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Why Fianna Fail's plan to run in Northern Ireland elections makes as much sense as Mike Nesbitt moving UUP HQ to Dundalk

Why the Soldiers of Destiny are risking a northern exposure, writes Malachi O'Doherty

By Malachi O'Doherty

Published 15/09/2016

Renewing rivalries: A new battleground between Fianna Fail and Sinn Fein will open up after Micheal Martin (right) announced he intends to make his party a political force in Northern Ireland
Renewing rivalries: A new battleground between Fianna Fail and Sinn Fein will open up after Micheal Martin (right) announced he intends to make his party a political force in Northern Ireland

At first, it seems like a radical expansion, a brave and open political gesture, opening a party to people who had no previous relationship with it, an extension of influence to the far-flung and the estranged. People in Northern Ireland will be able to join Fianna Fail, a party with prospects of being in government in Dublin.

Could this lead to members from Newry, or Cushendall, one day being members of an Irish cabinet? Not really, since those constituencies are not represented in the Dail anyway. So, what is so exciting for people in Northern Ireland in a chance vote for the Soldiers of Destiny? Not much.

And the more you think of it, the more the boldness of Micheal Martin's announcement begins to unravel.

He has said that he wants his party to contest council elections in Northern Ireland in 2019. And from that toehold in the north, he presumably expects Fianna Fail to build a base here that can challenge for seats in the Assembly and even in Westminster.

Read that way, it seems more like an attempt to expand into new territory and to establish influence beyond the border of the Republic, or even the island of Ireland.

This is an attempt to change the way we vote here and offering us little in return.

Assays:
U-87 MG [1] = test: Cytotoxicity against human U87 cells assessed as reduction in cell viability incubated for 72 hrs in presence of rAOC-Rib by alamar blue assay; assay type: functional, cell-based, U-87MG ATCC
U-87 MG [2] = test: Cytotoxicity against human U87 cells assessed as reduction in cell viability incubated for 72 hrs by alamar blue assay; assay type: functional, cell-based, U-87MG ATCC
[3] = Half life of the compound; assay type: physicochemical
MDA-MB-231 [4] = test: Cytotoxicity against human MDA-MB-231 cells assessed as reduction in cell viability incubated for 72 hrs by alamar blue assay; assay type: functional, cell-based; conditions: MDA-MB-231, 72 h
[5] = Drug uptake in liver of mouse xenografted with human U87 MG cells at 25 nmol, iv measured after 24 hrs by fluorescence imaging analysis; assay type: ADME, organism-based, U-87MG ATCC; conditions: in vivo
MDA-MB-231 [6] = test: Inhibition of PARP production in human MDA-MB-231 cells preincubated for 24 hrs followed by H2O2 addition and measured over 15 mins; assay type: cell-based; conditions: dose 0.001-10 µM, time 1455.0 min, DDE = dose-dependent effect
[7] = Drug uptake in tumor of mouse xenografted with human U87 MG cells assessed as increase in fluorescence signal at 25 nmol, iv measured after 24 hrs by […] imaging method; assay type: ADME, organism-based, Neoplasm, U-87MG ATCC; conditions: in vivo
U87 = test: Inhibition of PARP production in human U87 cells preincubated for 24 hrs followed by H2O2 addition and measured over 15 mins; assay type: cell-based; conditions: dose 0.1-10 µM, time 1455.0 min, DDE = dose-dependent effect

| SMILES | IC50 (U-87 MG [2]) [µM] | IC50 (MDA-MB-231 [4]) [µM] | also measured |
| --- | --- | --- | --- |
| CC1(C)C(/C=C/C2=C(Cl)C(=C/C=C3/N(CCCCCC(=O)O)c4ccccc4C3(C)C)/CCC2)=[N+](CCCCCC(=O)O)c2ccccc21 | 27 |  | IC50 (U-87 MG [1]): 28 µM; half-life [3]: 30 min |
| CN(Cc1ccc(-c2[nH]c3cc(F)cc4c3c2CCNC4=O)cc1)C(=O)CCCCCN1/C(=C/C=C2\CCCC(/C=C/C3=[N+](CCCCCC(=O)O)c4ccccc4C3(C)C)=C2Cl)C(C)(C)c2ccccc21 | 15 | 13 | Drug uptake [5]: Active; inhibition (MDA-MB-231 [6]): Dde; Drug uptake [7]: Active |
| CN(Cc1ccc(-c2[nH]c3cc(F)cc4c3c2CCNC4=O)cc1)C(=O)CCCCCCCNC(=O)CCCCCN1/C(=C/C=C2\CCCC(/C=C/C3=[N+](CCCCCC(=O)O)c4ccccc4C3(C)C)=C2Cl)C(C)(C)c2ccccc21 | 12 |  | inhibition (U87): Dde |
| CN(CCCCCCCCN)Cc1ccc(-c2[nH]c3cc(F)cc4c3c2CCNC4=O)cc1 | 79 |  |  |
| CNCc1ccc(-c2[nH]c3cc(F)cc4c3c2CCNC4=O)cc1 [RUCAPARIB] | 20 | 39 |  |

For Fianna Fail, there are small gains to be made in the north, surely. The party is republican and its chief rivals on its own patch are Fine Gael and Sinn Fein.

It is currently vulnerable to be shown up by Sinn Fein as a party that opposes partition, but settles for it. While it organises on only one side of the border, it can be accused of endorsing that border.

While it has no support-base in the north, it can be mocked as an Irish republican party seeking to unite the country while ignoring the interests of those with whom the south should be joined.

So, the calculation goes, best just put that right and lay that argument to rest. And how? Get a few council seats in the north and declare that Fianna Fail, too, is an all-Ireland party.

This opens up a new battlefield against Sinn Fein.

In future, Fianna Fail will not just be fighting in southern constituencies against a party that claims to be more Irish, more republican, more gaelic and more radical than itself. It will be challenging the Chucks on the ground out of which they sprung.

But will it? There are dangers here. One is that a party from a neighbouring jurisdiction, seeking to put down roots in the fourth green field, will find that the ground there has already been tilled to the limit; that Fianna Fail in Fermanagh or South Armagh will fare about as well as Labour and the Conservatives did in the north, when they tried to import their parties from the other direction. Both projects have been embarrassing.